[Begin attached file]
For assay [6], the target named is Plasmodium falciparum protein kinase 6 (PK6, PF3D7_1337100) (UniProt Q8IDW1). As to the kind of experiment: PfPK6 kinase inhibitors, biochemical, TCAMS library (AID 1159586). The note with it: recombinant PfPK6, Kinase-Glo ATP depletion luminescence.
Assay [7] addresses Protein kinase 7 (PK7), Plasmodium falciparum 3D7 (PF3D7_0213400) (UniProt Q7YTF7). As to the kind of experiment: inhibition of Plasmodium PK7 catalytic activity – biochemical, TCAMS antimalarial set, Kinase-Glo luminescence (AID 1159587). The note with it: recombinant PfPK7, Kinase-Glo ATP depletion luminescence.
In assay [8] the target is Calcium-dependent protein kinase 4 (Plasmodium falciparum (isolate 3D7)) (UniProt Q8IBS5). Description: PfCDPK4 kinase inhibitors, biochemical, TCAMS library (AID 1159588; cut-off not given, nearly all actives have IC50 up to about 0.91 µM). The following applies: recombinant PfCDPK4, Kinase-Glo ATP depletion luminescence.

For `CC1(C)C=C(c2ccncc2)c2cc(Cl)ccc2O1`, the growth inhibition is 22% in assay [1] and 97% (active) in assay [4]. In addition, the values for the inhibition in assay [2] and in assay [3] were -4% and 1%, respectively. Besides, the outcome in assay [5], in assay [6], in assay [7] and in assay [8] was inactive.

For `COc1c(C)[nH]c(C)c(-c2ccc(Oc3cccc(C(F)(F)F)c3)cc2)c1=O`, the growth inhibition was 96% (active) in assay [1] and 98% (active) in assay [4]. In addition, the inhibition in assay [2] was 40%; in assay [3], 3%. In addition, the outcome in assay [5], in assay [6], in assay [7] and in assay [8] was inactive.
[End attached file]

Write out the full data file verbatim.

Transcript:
For assay [6], the target named is Plasmodium falciparum protein kinase 6 (PK6, PF3D7_1337100) (UniProt Q8IDW1). As to the kind of experiment: PfPK6 kinase inhibitors, biochemical, TCAMS library (AID 1159586). The note with it: recombinant PfPK6, Kinase-Glo ATP depletion luminescence.
Assay [7] addresses Protein kinase 7 (PK7), Plasmodium falciparum 3D7 (PF3D7_0213400) (UniProt Q7YTF7). As to the kind of experiment: inhibition of Plasmodium PK7 catalytic activity – biochemical, TCAMS antimalarial set, Kinase-Glo luminescence (AID 1159587). The note with it: recombinant PfPK7, Kinase-Glo ATP depletion luminescence.
In assay [8] the target is Calcium-dependent protein kinase 4 (Plasmodium falciparum (isolate 3D7)) (UniProt Q8IBS5). Description: PfCDPK4 kinase inhibitors, biochemical, TCAMS library (AID 1159588; cut-off not given, nearly all actives have IC50 up to about 0.91 µM). The following applies: recombinant PfCDPK4, Kinase-Glo ATP depletion luminescence.

For `CC1(C)C=C(c2ccncc2)c2cc(Cl)ccc2O1`, the growth inhibition is 22% in assay [1] and 97% (active) in assay [4]. In addition, the values for the inhibition in assay [2] and in assay [3] were -4% and 1%, respectively. Besides, the outcome in assay [5], in assay [6], in assay [7] and in assay [8] was inactive.

For `COc1c(C)[nH]c(C)c(-c2ccc(Oc3cccc(C(F)(F)F)c3)cc2)c1=O`, the growth inhibition was 96% (active) in assay [1] and 98% (active) in assay [4]. In addition, the inhibition in assay [2] was 40%; in assay [3], 3%. In addition, the outcome in assay [5], in assay [6], in assay [7] and in assay [8] was inactive.